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Characterization of soils at angacha district in southern ethiopia
 

Characterization of soils at angacha district in southern ethiopia

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    Characterization of soils at angacha district in southern ethiopia Characterization of soils at angacha district in southern ethiopia Document Transcript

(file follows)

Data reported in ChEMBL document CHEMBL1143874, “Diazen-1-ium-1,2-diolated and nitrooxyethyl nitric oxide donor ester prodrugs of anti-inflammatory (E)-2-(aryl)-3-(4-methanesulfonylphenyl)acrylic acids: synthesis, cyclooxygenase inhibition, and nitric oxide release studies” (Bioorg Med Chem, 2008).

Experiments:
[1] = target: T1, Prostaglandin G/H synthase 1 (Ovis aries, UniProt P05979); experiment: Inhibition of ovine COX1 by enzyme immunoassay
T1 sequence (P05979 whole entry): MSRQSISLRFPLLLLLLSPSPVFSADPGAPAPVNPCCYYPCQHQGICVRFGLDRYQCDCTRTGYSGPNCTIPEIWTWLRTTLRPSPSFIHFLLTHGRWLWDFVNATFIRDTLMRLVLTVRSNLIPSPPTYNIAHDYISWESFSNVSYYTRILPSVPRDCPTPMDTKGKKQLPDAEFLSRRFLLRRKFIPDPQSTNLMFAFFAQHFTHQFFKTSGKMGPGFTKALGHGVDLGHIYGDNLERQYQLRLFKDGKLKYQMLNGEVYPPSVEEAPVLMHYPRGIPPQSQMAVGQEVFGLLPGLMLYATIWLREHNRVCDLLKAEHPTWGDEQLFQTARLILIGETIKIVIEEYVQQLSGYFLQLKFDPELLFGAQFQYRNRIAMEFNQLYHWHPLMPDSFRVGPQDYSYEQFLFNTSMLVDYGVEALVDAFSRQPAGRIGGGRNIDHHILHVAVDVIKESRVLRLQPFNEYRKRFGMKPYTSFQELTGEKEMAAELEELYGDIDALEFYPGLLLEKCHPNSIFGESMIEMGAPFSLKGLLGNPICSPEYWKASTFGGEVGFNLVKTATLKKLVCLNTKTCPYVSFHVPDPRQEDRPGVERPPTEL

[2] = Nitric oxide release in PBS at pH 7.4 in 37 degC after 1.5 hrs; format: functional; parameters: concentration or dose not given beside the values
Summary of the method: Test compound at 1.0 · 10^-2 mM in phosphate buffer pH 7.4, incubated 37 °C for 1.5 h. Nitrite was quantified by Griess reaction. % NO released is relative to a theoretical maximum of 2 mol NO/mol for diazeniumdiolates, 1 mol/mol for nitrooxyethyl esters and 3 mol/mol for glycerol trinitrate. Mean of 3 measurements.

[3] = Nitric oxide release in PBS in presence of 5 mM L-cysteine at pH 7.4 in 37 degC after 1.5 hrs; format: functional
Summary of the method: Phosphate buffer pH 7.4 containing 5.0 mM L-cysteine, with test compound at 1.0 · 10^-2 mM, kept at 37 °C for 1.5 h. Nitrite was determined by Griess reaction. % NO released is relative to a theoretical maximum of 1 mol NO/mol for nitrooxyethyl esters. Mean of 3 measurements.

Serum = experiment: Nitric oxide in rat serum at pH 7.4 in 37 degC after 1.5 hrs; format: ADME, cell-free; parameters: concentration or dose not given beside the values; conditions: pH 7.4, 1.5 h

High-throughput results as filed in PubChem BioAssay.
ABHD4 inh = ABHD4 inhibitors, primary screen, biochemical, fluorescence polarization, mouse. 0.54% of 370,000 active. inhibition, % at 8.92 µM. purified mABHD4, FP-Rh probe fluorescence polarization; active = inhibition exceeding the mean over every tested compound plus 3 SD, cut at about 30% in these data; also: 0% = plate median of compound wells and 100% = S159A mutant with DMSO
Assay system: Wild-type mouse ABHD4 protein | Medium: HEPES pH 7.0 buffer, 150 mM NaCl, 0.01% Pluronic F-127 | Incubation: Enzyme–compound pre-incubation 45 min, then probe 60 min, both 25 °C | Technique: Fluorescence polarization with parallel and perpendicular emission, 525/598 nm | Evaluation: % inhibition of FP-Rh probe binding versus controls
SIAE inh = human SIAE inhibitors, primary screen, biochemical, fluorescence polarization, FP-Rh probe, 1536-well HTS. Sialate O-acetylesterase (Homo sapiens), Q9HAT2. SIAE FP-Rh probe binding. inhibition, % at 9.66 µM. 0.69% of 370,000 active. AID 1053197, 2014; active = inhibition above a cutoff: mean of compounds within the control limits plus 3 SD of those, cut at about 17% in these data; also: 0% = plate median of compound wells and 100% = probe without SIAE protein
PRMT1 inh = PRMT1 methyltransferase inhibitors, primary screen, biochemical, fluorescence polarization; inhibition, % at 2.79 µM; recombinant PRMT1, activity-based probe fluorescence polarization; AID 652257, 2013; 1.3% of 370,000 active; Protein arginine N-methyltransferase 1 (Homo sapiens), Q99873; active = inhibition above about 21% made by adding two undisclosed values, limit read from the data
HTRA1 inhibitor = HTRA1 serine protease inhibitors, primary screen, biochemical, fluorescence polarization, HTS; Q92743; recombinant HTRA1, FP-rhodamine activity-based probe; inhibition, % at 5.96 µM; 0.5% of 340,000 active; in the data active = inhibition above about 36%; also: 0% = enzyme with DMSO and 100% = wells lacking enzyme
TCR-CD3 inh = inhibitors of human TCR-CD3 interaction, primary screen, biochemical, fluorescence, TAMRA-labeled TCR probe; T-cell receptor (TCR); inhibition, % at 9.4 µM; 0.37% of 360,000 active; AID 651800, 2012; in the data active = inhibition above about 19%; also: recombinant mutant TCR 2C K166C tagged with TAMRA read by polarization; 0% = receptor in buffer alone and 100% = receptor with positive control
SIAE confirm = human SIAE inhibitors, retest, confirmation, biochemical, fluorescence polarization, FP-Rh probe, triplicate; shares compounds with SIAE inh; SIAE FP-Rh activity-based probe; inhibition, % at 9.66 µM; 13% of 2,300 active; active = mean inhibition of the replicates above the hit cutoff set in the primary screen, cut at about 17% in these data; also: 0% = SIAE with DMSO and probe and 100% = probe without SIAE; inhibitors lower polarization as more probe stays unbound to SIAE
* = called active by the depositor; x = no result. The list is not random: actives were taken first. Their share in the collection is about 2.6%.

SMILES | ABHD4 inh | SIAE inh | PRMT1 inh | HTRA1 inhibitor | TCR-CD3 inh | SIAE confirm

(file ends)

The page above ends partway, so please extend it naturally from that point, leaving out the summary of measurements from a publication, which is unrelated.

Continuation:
• Journal of Biology, Agriculture and Healthcare www.iiste.orgISSN 2224-3208 (Paper) ISSN 2225-093X (Online)Vol 2, No.1, 2012 Characterization of Soils at Angacha District in Southern Ethiopia Abay Ayalew1* , Sheleme Beyene2 1. Natural Resource Management Research, Southern Agricultural Research Institute, Hawassa, Ethiopia 2. School of Plant and Horticulture Science, Hawassa University, Hawassa, Ethiopia *Email of the corresponding author: simretaba@yahoo.comAbstractThe study was conducted at Angacha Research Station in Kembata Tembaro Zone of SouthernEthiopia to characterize the soils of the research station. A pedon with 2 m x 2 m x 1.5 m volume wasopened and horizons were described in situ. Samples were collected from all identified horizons forlaboratory analysis. The physico-chemical characteristics of the soil showed that the soil has good soilfertility status but organic carbon (OC) content was medium (1.56%). The soil type of the researchstation was identified to be Alfisols. Organic carbon (OC), total N, and K contents of the soil,ranging between 0.5 and 1.56%, 0.06 and 0.25%, and 0.19 and 0.37 Cmol (+) kg-1, respectively, anddecrease with depth, whereas the available P content is the same (40 ppm) throughout the horizons.Therefore, it is concluded that soil fertility management practices based on the findings should focuson maintaining and increasing OC and N content of the soil and monitoring for balances amongnutrients.Key words: Argillic, Alfisols, Soil characterizationIntroductionSoil can be characterized by its structure, color, consistence, texture, and abundance of roots,rocks, and carbonates. These characteristics allow scientists to interpret how the ecosystemfunctions and make recommendations for soil use that have a minimal impact on the ecosystem.For example, soil characterization data can help determine whether a garden should be planted ora school should be built. Soil characterization data can help scientists predict the likelihood offlooding and drought. It can help them to determine the types of vegetation and land use bestsuited to a location (Globe, 2005).Characterization of soils is fundamental to all soil studies, as it is an important tool for soilclassification, which is done based on soil properties. Soil characterization also helps to document soilproperties at research sites, which is essential for the successful transfer of research results to otherlocations (Buol et al., 2003). Therefore, it is important to characterize the soil of the research site andfurther investigate the soil type although the soil of the area is broadly said to be Ultisols (Ministry ofAgriculture, 1995).Most soils have a distinct profile, which is a vertical section of soil through all its horizons andextends up to the parent materials or it is sequence of horizontal layers (Pidwirny, 2007). Generally,these horizons result from the processes of chemical weathering, eluviations, illuviation, and organicdecomposition. A study of soil profile is important both from the standpoint of soil formation andsoil development (pedology) and crop husbandry (edaphology) since it reveals the surface and thesubsurface characteristics and qualities, namely depth, texture, structure, drainage conditions and 6